The public is invited to a groundbreaking scheduled June 2 for the long-awaited 1.7-mile Hemlock Creek Trail, which will directly connect Independence and the region’s urban green space lovers with the Ohio & Erie Canal Towpath Trail, Cuyahoga Valley National Park (CVNP), and an extensive system of paved and nature trails that wind throughout the Cuyahoga Valley and Cleveland Metroparks West Creek Reservation.

The June 2 event is scheduled for 10 a.m. at 6801 Brecksville Road behind the Cleveland Clinic Business Operations Center across from City Hall.

“Of all the community connections to the National Park’s amenities that we are fortunate to have within Independence, the Hemlock Creek Trail will be the most extensive,” said Mayor Anthony L. Togliatti. “Completion of the trail will ensure our residents, the ever-expanding daily workforce and visitors can enjoy safe access to some of the most treasured natural assets in Northeast Ohio.”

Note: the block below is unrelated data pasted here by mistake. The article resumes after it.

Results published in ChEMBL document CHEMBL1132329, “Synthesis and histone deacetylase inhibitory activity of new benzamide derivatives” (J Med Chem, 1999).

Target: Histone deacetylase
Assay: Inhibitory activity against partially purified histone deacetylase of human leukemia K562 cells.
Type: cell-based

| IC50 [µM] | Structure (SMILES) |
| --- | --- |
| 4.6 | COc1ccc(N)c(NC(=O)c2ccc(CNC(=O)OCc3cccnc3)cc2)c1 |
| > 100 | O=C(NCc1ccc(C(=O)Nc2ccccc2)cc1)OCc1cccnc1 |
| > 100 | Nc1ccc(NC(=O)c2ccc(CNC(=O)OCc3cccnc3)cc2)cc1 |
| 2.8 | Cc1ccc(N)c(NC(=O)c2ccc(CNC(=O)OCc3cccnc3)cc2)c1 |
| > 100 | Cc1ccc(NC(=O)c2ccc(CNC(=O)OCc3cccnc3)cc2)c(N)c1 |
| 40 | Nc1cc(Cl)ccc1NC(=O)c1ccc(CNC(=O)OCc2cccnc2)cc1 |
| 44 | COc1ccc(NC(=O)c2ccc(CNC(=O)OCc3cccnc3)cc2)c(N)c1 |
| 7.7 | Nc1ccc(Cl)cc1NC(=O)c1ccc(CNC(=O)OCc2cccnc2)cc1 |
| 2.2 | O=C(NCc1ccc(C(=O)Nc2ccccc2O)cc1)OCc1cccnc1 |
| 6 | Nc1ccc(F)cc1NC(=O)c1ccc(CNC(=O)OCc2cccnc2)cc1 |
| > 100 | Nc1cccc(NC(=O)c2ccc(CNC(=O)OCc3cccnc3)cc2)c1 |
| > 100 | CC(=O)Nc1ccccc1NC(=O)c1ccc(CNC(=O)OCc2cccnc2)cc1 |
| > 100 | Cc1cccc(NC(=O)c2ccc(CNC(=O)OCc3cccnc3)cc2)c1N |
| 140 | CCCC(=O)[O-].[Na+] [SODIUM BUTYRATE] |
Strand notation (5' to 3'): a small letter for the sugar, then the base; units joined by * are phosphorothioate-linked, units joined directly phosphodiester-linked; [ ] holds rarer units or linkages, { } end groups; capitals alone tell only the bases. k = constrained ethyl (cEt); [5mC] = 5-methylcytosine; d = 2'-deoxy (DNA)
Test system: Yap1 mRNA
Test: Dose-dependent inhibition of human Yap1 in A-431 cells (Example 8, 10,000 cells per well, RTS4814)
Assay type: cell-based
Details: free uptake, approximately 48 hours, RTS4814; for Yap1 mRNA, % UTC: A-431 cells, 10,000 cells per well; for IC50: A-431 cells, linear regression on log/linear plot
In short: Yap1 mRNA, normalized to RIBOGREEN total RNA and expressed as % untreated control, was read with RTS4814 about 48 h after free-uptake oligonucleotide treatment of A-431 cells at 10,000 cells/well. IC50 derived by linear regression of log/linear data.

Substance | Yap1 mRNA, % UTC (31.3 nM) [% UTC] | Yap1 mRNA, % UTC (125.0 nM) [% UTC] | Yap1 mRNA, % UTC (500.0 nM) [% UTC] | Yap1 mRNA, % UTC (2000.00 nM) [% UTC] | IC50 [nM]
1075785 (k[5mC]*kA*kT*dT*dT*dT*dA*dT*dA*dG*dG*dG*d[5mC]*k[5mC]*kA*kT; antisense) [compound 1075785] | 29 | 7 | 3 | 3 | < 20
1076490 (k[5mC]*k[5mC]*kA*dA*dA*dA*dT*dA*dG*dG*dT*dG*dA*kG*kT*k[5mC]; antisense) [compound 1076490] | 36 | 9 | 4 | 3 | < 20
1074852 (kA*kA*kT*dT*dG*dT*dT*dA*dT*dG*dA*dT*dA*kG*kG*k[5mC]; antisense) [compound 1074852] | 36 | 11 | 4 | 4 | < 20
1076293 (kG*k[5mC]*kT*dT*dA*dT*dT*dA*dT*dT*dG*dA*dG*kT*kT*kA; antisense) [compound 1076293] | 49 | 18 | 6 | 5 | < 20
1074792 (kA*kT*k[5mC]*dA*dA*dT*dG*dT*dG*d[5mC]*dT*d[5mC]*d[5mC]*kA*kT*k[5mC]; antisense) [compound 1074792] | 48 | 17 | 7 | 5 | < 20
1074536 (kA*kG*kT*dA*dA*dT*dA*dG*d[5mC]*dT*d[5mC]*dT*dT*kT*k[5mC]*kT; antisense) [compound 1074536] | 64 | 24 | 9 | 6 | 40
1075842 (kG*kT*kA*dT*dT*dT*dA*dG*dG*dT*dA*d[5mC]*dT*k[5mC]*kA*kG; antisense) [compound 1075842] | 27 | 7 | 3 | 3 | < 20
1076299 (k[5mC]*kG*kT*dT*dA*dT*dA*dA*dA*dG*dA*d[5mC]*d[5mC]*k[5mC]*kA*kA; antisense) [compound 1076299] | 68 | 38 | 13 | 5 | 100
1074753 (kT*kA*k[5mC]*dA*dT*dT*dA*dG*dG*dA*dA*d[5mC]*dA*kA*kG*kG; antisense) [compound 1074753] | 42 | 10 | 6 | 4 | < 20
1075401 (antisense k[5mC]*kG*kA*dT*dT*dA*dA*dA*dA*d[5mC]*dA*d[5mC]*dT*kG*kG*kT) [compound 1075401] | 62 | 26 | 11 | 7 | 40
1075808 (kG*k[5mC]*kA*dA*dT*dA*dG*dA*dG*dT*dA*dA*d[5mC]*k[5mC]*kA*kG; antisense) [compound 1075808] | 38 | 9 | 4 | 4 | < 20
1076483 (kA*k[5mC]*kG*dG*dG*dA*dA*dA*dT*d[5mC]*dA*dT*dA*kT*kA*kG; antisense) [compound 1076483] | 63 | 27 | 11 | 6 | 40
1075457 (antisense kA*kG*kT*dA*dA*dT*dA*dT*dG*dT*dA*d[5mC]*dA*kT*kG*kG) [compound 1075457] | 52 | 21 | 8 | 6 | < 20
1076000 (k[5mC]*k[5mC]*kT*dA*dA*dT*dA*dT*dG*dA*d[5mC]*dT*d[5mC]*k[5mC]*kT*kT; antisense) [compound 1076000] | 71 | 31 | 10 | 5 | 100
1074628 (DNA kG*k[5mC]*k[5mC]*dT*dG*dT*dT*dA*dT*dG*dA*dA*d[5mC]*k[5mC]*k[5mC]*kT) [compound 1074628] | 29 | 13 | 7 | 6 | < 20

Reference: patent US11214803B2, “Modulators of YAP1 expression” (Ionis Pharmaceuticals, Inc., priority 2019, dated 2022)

The majority of the multiuse asphalt path will be constructed along abandoned Hemlock Road/Stone Road right-of-way and former quarry haul roads along Hemlock Creek, through the Cuyahoga River Valley and inside of CVNP. The Towpath will be the trail’s eastern terminus and the western terminus will be at Brecksville Road and Selig Drive in Independence. Five bridges are also part of the project plan. Some of the land is owned by the City, which had early industrial roots in stone quarrying, the rest is owned by CVNP and the Cleveland-Cuyahoga County Port Authority/Cumberland Real Estate Development.

“Completing this project has been a key element of the West Creek Greenway and Neighborhood Trail Plan for more than a decade,” said West Creek Greenway Executive Director Derek Schafer. “It is the linkage between our 21-mile intercommunity recreational system through Independence, Seven Hills, Parma and Brooklyn Heights; the Cleveland Metroparks West Creek Reservation; and the Towpath.”

In addition to Schafer, project partners also scheduled to speak at the event are Tom Yablonsky, co-founder of Canalway Partners; Craig Kenkle, superintendent of CVNP; and Richard Pace, president of Cumberland Real Estate Development.

The project’s $3 million construction cost will be financed using federal and state grants as well as the City’s Selig Road Tax Increment Financing (TIF) Fund, and is expected to take a year to complete.

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